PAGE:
New Electric Bus-Tram Supercharges Battery Every Stop

| 22 Sep 2011 16:30

Solving the battery problem, one annoying bus stop at a time.

The problem with electric cars (and buses and motor scooters) isn't making an engine that runs without gasoline or supplying enough horsepower. No, the technology for all that works great, the problem is that batteries have not advanced as quickly. There is not a way for a vehicle to carry a battery that will hold enough charge to travel very far; a battery big enough would be too heavy for the vehicle to carry. Smaller vehicles like cars can get away with what batteries are available now because it's not often that people have to travel more than 100 miles per charge. But with a mass transit bus in a major city, the power needed to even go a few miles is way more than a battery can hold. The Fraunhofer Institute in Germeny has a novel way to get around this particular conundrum, however, by setting up a charging station at every bus stop that will jolt it with up to 750 volts of power with a mere 30 second charge.

"We wanted it to be flexible and rather cheap like a bus system - less expensive than light rail. One way we achieve that is not to have any overhead line, or rails," said Ulrich Potthoff.

Enter the AutoTram, a light-weight segmented bus/slash tram that will dock with a passenger platform to receive a burst of electricity capable of powering the vehicle up to 1.2 miles. That doesn't seem like a lot, but with distance between bus stations averaging around .3 miles in Germany, such a distance is more than enough.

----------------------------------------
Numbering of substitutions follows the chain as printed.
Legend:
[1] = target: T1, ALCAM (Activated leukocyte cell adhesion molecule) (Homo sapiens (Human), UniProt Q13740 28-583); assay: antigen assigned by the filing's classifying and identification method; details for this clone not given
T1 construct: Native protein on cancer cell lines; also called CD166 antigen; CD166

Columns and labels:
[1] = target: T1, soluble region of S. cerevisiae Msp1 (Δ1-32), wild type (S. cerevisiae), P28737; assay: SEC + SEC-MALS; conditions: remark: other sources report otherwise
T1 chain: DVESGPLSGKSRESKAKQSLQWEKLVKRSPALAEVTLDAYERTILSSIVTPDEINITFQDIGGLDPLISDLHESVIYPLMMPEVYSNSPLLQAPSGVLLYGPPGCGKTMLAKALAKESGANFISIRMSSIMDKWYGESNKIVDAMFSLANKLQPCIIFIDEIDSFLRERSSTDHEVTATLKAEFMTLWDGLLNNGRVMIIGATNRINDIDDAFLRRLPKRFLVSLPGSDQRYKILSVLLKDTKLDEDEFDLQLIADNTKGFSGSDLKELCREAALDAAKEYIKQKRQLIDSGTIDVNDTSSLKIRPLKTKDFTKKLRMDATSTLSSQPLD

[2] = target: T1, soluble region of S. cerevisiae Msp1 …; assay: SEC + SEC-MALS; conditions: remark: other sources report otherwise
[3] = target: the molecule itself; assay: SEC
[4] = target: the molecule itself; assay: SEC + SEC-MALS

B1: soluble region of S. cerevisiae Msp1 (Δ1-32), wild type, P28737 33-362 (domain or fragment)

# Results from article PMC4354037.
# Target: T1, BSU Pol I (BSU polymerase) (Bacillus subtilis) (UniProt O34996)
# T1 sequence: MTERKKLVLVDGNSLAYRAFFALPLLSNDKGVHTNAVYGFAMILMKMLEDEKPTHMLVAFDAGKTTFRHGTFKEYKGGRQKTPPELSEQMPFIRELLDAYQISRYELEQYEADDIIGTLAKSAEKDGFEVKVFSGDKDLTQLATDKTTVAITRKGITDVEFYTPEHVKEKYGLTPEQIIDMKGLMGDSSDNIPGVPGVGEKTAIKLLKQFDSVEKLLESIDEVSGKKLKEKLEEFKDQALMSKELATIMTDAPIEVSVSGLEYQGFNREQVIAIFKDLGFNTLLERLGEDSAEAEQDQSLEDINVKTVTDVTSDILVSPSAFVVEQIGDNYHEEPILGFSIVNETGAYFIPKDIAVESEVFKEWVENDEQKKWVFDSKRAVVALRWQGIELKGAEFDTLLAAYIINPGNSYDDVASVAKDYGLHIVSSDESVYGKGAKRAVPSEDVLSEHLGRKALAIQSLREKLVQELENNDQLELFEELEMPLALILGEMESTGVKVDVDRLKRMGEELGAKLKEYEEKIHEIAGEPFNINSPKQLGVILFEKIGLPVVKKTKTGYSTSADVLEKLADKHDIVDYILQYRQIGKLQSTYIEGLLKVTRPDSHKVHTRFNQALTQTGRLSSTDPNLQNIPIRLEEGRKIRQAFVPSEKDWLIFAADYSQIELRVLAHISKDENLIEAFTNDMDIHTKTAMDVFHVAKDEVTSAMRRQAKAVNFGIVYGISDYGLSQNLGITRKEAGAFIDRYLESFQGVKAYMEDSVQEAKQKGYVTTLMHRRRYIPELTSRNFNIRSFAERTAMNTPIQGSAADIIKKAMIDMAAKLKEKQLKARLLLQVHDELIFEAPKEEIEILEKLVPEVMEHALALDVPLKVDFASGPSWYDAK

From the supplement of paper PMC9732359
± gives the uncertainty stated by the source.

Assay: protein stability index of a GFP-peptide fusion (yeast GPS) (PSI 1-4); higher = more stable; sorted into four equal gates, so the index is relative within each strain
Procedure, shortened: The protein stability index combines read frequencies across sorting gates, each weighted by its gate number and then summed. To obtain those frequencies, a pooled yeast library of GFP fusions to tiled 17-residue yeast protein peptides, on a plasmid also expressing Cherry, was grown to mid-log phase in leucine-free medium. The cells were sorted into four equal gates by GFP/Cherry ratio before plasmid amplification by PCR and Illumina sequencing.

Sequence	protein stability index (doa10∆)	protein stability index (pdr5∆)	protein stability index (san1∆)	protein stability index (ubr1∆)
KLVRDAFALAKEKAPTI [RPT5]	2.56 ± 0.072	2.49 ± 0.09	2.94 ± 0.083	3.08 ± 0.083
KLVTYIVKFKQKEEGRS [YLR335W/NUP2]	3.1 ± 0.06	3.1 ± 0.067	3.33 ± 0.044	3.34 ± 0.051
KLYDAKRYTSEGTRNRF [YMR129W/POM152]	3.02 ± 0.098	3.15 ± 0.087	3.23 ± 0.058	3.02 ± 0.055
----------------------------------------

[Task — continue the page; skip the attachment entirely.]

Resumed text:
"I think this is most useful in countries which only have diesel buses and want to do something new with transportation," Potthoff said. "They are calculating that overhead lines and infrastructure is very expensive compared to our system."

If the prototype Potthoff is building works, he thinks that he will be able to reduce the emissions and costs of public transportation as compared to light rail systems, but that it will still be pricey compared to diesel bus lines. "If it's not subsidized for environmental reasons, you would not be able to calculate in an equal way," he said.

Also, if my time playing Cities in Motion has taught me anything, a tram line that doesn't need an overhead wire or rails would be pretty awesome.

Source: Fastcompany

Thanks for the tip, ThyNameIsMud

Comments on